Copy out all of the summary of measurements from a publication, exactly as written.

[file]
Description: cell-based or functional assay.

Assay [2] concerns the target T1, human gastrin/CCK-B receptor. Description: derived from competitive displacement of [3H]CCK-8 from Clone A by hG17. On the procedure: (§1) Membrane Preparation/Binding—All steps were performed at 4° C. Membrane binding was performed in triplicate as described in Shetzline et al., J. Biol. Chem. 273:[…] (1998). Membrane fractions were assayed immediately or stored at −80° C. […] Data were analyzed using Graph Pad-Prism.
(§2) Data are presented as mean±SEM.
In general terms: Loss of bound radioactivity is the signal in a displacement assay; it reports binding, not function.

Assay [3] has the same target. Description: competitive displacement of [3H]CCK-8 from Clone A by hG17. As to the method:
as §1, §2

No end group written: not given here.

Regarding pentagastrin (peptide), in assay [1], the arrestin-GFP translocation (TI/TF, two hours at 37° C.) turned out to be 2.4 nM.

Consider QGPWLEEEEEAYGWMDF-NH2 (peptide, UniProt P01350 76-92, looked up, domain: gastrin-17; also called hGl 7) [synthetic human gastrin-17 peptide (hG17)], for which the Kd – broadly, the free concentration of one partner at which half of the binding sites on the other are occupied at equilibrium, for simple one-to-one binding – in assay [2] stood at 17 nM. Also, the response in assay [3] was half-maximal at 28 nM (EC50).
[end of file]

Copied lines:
Description: cell-based or functional assay.

Assay [2] concerns the target T1, human gastrin/CCK-B receptor. Description: derived from competitive displacement of [3H]CCK-8 from Clone A by hG17. On the procedure: (§1) Membrane Preparation/Binding—All steps were performed at 4° C. Membrane binding was performed in triplicate as described in Shetzline et al., J. Biol. Chem. 273:[…] (1998). Membrane fractions were assayed immediately or stored at −80° C. […] Data were analyzed using Graph Pad-Prism.
(§2) Data are presented as mean±SEM.
In general terms: Loss of bound radioactivity is the signal in a displacement assay; it reports binding, not function.

Assay [3] has the same target. Description: competitive displacement of [3H]CCK-8 from Clone A by hG17. As to the method:
as §1, §2

No end group written: not given here.

Regarding pentagastrin (peptide), in assay [1], the arrestin-GFP translocation (TI/TF, two hours at 37° C.) turned out to be 2.4 nM.

Consider QGPWLEEEEEAYGWMDF-NH2 (peptide, UniProt P01350 76-92, looked up, domain: gastrin-17; also called hGl 7) [synthetic human gastrin-17 peptide (hG17)], for which the Kd – broadly, the free concentration of one partner at which half of the binding sites on the other are occupied at equilibrium, for simple one-to-one binding – in assay [2] stood at 17 nM. Also, the response in assay [3] was half-maximal at 28 nM (EC50).